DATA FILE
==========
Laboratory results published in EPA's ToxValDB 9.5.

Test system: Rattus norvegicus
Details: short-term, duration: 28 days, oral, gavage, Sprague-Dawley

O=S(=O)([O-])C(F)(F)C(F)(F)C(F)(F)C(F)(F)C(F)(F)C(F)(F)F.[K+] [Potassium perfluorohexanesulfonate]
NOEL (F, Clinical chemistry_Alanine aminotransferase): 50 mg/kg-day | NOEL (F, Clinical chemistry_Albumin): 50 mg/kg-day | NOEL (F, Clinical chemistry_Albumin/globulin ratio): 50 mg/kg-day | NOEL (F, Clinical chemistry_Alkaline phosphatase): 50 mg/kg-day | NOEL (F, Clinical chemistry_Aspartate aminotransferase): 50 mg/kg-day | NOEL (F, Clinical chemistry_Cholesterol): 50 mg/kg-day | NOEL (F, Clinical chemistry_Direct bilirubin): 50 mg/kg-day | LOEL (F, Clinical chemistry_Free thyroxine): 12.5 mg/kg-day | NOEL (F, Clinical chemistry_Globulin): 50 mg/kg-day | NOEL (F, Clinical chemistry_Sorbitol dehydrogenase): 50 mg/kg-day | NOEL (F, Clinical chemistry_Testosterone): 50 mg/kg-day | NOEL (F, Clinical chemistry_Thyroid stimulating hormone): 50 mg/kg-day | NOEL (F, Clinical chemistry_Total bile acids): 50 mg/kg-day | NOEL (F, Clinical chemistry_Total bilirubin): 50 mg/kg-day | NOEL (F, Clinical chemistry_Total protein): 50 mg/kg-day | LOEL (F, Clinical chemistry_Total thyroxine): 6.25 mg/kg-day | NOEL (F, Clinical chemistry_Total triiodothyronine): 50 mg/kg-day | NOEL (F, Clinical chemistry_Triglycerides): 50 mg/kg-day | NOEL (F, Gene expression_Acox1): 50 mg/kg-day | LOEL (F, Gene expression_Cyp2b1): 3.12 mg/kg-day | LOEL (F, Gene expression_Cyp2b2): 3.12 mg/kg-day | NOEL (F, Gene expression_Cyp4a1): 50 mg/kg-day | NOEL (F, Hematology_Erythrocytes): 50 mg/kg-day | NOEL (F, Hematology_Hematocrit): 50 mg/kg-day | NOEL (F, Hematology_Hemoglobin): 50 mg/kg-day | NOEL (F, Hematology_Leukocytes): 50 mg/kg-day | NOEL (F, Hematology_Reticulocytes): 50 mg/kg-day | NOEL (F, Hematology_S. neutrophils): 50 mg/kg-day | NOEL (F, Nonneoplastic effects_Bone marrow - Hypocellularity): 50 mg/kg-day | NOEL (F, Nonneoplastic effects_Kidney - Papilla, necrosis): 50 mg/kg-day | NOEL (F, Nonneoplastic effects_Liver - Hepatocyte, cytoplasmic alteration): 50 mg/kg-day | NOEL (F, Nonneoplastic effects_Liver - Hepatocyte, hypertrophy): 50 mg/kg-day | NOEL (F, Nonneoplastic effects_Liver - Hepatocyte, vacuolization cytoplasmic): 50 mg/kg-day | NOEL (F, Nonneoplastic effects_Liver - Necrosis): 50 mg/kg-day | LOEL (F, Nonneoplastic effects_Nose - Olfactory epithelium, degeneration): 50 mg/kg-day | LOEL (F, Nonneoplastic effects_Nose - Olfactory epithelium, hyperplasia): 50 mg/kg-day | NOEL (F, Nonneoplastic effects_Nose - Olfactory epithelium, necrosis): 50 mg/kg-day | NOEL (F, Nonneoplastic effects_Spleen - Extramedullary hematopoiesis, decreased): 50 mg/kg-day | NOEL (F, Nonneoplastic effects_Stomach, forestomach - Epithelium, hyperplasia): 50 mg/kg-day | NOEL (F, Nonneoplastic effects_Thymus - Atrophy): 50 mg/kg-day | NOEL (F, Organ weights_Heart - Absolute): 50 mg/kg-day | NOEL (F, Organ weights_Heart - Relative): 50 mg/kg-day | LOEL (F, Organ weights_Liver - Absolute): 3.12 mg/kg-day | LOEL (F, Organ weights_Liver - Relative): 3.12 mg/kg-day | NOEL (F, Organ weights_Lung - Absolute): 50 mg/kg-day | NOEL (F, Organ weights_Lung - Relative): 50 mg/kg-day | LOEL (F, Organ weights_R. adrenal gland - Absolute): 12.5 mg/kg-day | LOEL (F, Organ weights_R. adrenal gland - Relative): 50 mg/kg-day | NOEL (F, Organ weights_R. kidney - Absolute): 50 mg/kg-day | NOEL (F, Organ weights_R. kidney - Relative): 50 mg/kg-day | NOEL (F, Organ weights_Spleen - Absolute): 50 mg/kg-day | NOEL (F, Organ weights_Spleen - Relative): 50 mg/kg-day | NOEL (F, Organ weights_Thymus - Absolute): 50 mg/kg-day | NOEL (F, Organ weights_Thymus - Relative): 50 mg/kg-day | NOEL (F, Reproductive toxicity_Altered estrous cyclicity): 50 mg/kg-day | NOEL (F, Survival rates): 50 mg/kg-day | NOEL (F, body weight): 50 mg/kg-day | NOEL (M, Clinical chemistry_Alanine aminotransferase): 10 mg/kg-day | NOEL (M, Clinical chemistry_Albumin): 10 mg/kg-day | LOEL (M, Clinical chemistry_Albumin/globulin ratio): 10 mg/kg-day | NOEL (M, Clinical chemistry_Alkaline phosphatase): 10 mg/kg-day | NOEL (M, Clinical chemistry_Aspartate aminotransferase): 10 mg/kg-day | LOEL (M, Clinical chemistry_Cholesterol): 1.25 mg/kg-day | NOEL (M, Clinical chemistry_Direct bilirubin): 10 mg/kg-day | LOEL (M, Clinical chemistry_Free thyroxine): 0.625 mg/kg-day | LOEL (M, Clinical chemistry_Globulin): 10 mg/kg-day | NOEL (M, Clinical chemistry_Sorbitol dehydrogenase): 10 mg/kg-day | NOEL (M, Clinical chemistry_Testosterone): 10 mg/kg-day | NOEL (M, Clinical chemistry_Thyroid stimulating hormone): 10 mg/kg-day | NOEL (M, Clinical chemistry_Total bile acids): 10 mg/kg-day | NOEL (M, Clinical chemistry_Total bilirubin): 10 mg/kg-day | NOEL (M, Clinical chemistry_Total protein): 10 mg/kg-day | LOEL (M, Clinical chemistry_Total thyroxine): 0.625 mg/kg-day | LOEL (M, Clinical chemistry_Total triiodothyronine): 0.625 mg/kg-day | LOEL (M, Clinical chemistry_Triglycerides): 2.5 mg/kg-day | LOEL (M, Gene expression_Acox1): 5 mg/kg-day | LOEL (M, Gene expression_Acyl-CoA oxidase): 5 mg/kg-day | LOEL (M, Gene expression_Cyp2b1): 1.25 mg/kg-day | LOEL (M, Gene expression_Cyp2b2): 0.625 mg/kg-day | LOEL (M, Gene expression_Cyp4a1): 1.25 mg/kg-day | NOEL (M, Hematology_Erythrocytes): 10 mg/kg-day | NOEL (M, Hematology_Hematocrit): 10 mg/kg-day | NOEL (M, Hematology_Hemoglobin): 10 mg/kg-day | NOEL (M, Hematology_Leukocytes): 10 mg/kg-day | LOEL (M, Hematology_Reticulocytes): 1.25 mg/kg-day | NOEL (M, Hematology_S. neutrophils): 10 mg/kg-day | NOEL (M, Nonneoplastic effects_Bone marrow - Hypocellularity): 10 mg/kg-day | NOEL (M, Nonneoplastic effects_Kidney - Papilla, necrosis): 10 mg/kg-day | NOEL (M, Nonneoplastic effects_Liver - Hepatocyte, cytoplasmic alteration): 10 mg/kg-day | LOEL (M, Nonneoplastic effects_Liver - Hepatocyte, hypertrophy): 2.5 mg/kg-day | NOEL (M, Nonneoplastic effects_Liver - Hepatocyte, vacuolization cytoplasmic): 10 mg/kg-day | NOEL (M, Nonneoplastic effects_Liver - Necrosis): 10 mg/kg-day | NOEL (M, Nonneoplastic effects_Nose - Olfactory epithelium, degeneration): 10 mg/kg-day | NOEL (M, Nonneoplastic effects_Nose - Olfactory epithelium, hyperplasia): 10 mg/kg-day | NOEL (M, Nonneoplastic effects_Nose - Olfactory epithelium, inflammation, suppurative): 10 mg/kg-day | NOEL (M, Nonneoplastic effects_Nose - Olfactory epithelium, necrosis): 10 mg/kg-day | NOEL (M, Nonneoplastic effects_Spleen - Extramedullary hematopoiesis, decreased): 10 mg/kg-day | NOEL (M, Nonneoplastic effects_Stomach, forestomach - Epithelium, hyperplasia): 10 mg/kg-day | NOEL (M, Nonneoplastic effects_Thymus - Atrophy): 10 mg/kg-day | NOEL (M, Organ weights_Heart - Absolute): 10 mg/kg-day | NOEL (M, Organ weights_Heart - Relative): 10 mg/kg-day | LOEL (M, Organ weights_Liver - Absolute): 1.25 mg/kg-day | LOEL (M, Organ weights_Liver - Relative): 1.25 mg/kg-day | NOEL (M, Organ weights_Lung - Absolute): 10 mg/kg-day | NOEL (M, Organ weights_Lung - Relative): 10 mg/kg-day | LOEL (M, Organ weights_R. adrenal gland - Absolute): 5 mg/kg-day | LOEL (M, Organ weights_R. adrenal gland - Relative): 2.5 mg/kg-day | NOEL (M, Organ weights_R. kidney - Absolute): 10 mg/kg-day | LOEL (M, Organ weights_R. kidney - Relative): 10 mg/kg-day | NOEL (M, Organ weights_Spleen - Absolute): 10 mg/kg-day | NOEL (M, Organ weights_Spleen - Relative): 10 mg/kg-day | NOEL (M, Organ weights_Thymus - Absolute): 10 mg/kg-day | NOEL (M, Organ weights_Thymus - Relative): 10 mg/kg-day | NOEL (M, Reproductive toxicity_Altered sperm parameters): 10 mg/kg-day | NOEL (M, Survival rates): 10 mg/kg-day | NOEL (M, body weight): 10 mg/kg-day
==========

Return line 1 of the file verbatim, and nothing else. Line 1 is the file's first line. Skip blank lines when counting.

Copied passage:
Laboratory results published in EPA's ToxValDB 9.5.